"They screwed up, and now they are coming back with their hats in their hands saying, 'Help us, help us,'" says Ohio University economist Richard Vedder. Vedder's not speaking of airline executives but of America's governors, who are staring at a projected $15 billion in red ink. Like just about every other interest group, they're asking the federal government for help.

While some states still enjoy hefty surpluses, others are facing difficult choices. North Carolina has already increased taxes. Maryland is contemplating a hiring freeze and across-the-board cuts. In Ohio, the state is threatening to shutter a prison and a mental hospital. We've been here before. In the early 1990s, gaping holes opened in state budgets as the go-go 1980s gave way to the shallow recession of 1990-91.

What caused this emerging challenge in state finances? Not surprisingly, many state officials blame external factors, particularly the slowing national economy and the September 11 attacks. But the problem is more fundamental. "State and local fiscal problems are the consequences of a spending binge that took place in the 1990s," says Vedder, who's contributed to a forthcoming study of state budgets from the American Legislative Exchange Council. The boom of the late 1990s filled state coffers, and the good politicians spent two out of three surplus dollars, using the windfall of the tech bubble to fund programs at unsustainable levels. From 1995 through 2000, state budgets increased an average of 7.5 percent per year. Those days are over, but some states are still managing to grow.

Even as it uses its fiscal problems to justify tax increases, for example, North Carolina's budget is on track to grow 5.2 percent in the current fiscal year. "They raised taxes just enough to keep spending going," says John Hood, president of the Raleigh-based John Locke Foundation. "North Carolina went on a reckless spending binge in much of the 1990s," he adds, pointing to the $200 million spent to support the Global TransPark, a largely abandoned municipal jet port with a large office, and myriad museum and road paving projects that have wasted millions more.

These states' fiscal condition is neither unpredicted nor unprecedented. The Cato Institute has long been documenting the spendthrift ways of governors of both parties, warning that states have been ratcheting up spending to unsustainable levels. "It's a repeated cycle," says Donald J. Boyd, deputy director of the Rockefeller Institute, which studies state finances. "When times are good, states save a little, spend a lot, and cut taxes too." Boyd points out that the second half of the 1990s were most likely the best times ever for state finances. As a result, real state spending per capita increased by a quarter during the 1990s.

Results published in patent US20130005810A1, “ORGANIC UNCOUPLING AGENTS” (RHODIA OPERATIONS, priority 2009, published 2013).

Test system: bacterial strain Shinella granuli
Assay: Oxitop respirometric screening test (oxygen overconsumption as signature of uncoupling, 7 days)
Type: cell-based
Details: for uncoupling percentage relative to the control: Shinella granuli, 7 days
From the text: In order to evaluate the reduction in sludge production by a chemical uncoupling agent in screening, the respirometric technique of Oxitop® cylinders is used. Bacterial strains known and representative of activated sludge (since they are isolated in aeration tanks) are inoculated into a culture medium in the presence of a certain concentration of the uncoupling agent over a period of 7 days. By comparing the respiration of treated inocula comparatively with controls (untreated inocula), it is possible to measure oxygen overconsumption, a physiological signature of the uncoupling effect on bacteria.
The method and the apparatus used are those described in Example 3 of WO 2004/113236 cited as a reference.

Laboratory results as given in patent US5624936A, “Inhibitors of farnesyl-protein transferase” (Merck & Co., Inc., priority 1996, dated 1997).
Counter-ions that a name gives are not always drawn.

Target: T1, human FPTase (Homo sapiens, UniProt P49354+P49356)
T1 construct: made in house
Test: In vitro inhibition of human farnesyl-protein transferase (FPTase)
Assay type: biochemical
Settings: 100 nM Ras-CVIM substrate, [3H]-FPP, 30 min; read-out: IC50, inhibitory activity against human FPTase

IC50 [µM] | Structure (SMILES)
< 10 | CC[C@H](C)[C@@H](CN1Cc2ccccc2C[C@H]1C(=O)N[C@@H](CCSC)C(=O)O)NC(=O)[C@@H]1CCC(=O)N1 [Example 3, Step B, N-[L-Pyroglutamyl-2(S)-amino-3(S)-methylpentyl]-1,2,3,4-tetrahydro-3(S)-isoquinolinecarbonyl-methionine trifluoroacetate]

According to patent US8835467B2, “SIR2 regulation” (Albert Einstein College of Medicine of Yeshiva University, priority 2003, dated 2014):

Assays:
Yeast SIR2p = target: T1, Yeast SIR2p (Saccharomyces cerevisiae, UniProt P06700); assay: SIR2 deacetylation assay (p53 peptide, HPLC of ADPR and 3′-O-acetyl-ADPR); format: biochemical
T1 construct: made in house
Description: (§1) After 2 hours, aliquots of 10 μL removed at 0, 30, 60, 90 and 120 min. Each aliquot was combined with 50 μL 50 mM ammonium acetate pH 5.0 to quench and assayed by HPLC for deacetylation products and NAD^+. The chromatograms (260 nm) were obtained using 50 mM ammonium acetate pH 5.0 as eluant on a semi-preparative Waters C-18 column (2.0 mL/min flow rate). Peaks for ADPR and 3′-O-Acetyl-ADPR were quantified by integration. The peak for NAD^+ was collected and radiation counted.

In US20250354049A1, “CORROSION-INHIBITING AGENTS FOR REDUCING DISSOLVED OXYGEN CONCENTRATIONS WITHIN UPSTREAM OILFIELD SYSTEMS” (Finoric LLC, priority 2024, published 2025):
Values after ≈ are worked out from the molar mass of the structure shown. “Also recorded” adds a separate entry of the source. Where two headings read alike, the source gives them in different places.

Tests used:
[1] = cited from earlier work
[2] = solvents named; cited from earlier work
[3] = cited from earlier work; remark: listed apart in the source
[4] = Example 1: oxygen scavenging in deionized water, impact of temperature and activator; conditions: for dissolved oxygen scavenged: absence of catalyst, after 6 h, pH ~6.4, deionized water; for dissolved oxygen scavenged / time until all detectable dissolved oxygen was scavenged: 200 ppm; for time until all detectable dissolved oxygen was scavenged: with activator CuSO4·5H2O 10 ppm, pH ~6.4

The governors have a plan: Get more federal money. They are trying to elbow their way into the misnamed federal stimulus package, asking for more money for Medicaid and even welfare programs, which have actually been a financial windfall since Clinton's 1996 reform. The entire idea of a federal spending stimulus program is wrongheaded, as it assumes that a dollar in the hands of a bureaucrat will be more efficiently deployed than a dollar in the hands of you and your neighbors. "It doesn't make sense having one level of government handing out subsidies to other governments," says Vedder. "It's piling inefficiencies on top of other inefficiencies."

The only long-term solution is for states to keep spending in line with realistic, long-term revenues. This means cutting spending from levels supported in the late 1990s. And when the next boom comes, states ought to split the windfall between savings and rebates. Otherwise legislatures and governors will once again make promises that the taxpayers can't afford to keep.